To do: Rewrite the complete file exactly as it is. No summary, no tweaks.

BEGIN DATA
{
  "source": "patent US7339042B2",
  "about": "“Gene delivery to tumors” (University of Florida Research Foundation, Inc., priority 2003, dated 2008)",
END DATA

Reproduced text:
{
  "source": "patent US7339042B2",
  "about": "“Gene delivery to tumors” (University of Florida Research Foundation, Inc., priority 2003, dated 2008)",